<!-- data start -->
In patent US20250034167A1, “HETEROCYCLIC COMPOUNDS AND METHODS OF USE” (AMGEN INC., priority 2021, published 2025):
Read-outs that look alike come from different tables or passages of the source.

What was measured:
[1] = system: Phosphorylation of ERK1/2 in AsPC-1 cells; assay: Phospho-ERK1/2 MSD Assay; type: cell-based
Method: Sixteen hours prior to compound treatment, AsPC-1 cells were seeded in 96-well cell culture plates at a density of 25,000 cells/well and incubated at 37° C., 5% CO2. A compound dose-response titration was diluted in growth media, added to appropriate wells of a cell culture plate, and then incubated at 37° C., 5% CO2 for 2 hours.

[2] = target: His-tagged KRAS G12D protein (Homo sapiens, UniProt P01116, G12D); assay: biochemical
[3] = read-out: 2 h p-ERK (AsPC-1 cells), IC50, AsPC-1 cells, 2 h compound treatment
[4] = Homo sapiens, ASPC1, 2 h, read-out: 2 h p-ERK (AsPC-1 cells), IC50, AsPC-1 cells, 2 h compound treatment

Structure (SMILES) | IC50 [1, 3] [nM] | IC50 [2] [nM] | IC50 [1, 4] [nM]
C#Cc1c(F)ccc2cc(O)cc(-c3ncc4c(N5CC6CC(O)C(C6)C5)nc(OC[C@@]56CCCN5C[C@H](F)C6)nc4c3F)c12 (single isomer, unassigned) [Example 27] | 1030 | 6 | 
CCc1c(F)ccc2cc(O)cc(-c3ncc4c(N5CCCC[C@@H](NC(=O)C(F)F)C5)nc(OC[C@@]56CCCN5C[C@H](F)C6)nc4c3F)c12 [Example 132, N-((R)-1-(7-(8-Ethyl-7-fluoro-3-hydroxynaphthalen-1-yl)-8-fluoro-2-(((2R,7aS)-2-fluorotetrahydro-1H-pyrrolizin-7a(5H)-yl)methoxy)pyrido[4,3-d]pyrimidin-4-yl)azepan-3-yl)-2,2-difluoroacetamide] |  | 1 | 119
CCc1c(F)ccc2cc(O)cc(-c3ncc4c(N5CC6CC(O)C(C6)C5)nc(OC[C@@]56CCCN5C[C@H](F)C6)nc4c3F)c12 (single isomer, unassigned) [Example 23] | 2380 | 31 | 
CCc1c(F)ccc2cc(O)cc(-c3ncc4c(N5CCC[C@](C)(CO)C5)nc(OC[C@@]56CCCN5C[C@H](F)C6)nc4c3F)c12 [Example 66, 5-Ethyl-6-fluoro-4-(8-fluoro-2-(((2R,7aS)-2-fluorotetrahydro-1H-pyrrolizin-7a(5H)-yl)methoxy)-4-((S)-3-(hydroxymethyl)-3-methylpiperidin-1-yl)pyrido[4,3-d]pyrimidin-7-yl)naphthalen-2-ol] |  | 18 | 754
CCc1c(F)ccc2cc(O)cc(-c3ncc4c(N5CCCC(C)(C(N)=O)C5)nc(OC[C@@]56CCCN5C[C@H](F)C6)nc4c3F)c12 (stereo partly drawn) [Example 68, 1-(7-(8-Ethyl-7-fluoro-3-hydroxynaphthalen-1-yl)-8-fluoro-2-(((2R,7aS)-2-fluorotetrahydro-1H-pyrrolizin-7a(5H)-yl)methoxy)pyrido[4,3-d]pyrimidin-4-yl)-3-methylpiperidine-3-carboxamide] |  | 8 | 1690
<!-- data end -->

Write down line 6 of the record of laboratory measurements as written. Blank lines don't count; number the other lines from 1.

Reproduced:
[2] = target: His-tagged KRAS G12D protein (Homo sapiens, UniProt P01116, G12D); assay: biochemical